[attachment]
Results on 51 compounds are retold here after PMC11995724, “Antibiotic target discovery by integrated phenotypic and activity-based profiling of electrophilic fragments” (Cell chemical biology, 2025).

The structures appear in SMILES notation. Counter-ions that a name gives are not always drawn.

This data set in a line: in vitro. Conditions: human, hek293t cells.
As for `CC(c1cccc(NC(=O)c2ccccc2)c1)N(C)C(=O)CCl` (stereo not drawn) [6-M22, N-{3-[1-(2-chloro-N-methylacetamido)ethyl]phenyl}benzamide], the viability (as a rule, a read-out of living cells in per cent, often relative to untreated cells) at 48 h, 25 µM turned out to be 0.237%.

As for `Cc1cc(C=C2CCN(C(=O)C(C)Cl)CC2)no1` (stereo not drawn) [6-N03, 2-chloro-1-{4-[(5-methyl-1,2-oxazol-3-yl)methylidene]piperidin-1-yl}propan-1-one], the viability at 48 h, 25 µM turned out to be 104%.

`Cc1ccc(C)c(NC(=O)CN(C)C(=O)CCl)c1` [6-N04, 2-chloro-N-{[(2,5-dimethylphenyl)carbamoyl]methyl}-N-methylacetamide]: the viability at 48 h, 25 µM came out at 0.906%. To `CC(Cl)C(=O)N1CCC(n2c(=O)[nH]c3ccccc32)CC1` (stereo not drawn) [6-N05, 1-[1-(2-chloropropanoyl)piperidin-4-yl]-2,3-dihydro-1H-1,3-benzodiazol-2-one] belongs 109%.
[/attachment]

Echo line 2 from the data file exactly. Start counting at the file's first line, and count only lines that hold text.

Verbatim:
The structures appear in SMILES notation. Counter-ions that a name gives are not always drawn.